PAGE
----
Typhoid Fever : Transmission and its Prevention

Typhoid Fever Typhoid fever is common in less-industrialized countries, mainly due to problems with unsafe drinking water, inadequate sewage disposal and flooding. According to the Centers for Disease Control and Prevention, almost 21.5 million people in developing countries contract typhoid each year.

Transmission of Typhoid Fever

Typhoid fever transmission takes place when a person eats food or drinks beverages that have been handled by a person shedding the Salmonella typhi bacteria. There are various routes where this bacteria will spread
  • Fecal-oral transmission route: It means that S. Typhi is passed in the feces and sometimes in the urine of infected people. You can contract the infection if you eat food handled by someone with typhoid fever who hasn’t washed carefully after using the toilet. You can also become infected by drinking water contaminated with the bacteria. The majority of people get infected with typhoid bacteria while traveling to typhoid prone areas and spread it to others through the fecal-oral route.
    Typhoid carriers: Even after treatment with antibiotics, a small number of people who recover from typhoid fever continue to harbor the bacteria in their intestinal tracts or gallbladders, often for years. These people, called chronic carriers, shed the bacteria in their feces and are capable of infecting others, although they no longer have signs or symptoms of the disease themselves.
  • Transmission Through Contaminated Food or Water: You can get typhoid fever if you eat food or drink beverages that have been handled by a person who is shedding typhoid fever bacteria (Salmonella typhi), or if sewage contaminated with typhoid fever bacteria gets into the water you use for drinking or washing food. Therefore, typhoid fever is more common in areas where handwashing is less frequent and where water is likely to be contaminated with sewage
  • Flies may cause human infection through transfer of the infectious agents to foods. Pollution of water sources may produce epidemics of typhoid fever when large numbers of people use the same source of drinking-water.


In many developing nations like India, the public health goals that can help prevent and control typhoid fever through safe drinking water, improved sanitation and adequate medical care may be difficult to achieve. For that reason, some experts believe that vaccinating high-risk populations is the best way to control typhoid fever.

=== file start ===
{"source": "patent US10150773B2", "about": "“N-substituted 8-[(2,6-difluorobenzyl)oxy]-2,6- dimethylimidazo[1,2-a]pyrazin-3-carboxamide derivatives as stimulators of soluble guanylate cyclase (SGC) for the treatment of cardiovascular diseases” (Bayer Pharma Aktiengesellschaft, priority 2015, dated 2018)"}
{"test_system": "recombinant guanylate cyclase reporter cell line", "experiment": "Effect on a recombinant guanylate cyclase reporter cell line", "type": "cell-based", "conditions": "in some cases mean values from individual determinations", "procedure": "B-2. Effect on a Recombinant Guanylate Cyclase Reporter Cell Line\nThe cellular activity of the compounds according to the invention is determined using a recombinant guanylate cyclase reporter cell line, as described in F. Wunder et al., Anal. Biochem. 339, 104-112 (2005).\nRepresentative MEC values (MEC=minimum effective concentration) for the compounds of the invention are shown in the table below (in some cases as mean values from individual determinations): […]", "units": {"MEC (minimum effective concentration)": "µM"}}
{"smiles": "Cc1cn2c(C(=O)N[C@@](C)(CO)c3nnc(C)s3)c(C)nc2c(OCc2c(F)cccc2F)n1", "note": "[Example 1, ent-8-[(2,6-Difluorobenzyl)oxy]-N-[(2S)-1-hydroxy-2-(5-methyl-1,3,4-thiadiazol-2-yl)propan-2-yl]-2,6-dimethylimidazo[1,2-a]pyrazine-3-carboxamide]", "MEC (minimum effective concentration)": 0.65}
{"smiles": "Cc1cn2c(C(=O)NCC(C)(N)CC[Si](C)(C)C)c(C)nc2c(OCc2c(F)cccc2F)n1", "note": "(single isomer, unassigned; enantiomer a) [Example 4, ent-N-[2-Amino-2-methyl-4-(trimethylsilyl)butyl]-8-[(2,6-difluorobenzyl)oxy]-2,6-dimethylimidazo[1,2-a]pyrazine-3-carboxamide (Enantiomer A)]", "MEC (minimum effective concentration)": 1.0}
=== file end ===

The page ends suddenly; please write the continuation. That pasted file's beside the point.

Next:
• Vaccination: Vaccines are generally recommended if you are traveling to areas where typhoid is endemic. Vaccines are not 100 percent effective, and require repeat immunizations, as vaccine effectiveness diminishes over time.
  • Because the vaccine won’t provide complete protection, follow these guidelines when traveling to high-risk areas:
    • Wash your hands. Frequent hand-washing with hot, soapy water is the best way to control infection. Wash before eating or preparing food and after using the toilet. Carry an alcohol-based hand sanitizer at times when water isn’t available.
    • Avoid drinking untreated water. Contaminated drinking water is a particular problem in areas where typhoid fever is endemic. For that reason, drink only bottled water or canned or bottled carbonated beverages, wine and beer. Carbonated bottled water is safer than uncarbonated bottled water.
    • Ask for drinks without ice. Use bottled water to brush your teeth, and try not to swallow water in the shower.
    • Avoid raw fruits and vegetables. Because raw produce may have been washed in unsafe water, avoid fruits and vegetables that you can’t peel, especially lettuce. To be absolutely safe, you may want to avoid raw foods entirely.
    • Choose hot foods. Avoid food that is stored or served at room temperature. Steaming hot foods are best. And although there is no guarantee that meals served at the finest restaurants are safe, it is best to avoid food from street vendors as it is more likely to be contaminated.

Prevent spreading the infection to others If you’re recovering from typhoid fever, these measures can help keep others safe:
  • Take your antibiotics. Once diagnosed with typhoid, doctors prescribe antibiotics to kill the bacteria. It is very important to complete the full course of antibiotics to prevent recurrence of the infection.
  • Avoid preparing food for others until it is confirmed that you are no longer contagious. It will not be possible to return to a job in the food service industry until tests have confirmed there is no risk of you passing typhoid bacteria.
  • Wash your hands often. This is the single most important thing you can do to keep from spreading the infection to others. Use hot, soapy water and scrub thoroughly for at least 30 seconds, especially before eating and after using the toilet.
Animated view of typhoid fever information

10 thoughts on “Typhoid Fever : Transmission and its Prevention

Comments are closed.